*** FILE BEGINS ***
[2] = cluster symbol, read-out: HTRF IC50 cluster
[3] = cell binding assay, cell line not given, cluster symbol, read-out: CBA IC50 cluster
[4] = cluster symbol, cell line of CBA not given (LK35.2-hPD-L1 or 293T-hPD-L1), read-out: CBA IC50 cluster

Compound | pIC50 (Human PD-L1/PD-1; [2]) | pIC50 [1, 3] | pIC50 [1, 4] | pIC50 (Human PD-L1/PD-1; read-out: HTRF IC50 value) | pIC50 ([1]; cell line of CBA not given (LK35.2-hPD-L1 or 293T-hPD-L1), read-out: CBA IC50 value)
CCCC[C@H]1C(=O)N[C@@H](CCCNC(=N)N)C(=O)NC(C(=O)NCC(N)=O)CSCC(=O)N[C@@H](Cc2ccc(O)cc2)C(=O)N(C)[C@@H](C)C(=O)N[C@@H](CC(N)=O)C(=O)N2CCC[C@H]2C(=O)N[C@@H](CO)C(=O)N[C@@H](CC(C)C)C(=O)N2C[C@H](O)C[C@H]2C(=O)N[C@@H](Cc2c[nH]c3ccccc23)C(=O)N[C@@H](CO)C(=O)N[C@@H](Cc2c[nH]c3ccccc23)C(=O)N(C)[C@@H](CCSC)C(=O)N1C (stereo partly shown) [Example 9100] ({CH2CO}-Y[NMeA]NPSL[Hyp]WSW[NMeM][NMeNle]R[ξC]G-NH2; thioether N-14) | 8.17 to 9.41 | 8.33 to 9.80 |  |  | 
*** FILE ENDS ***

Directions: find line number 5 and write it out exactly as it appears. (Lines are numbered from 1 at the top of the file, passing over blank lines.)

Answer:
CCCC[C@H]1C(=O)N[C@@H](CCCNC(=N)N)C(=O)NC(C(=O)NCC(N)=O)CSCC(=O)N[C@@H](Cc2ccc(O)cc2)C(=O)N(C)[C@@H](C)C(=O)N[C@@H](CC(N)=O)C(=O)N2CCC[C@H]2C(=O)N[C@@H](CO)C(=O)N[C@@H](CC(C)C)C(=O)N2C[C@H](O)C[C@H]2C(=O)N[C@@H](Cc2c[nH]c3ccccc23)C(=O)N[C@@H](CO)C(=O)N[C@@H](Cc2c[nH]c3ccccc23)C(=O)N(C)[C@@H](CCSC)C(=O)N1C (stereo partly shown) [Example 9100] ({CH2CO}-Y[NMeA]NPSL[Hyp]WSW[NMeM][NMeNle]R[ξC]G-NH2; thioether N-14) | 8.17 to 9.41 | 8.33 to 9.80 |  |  | 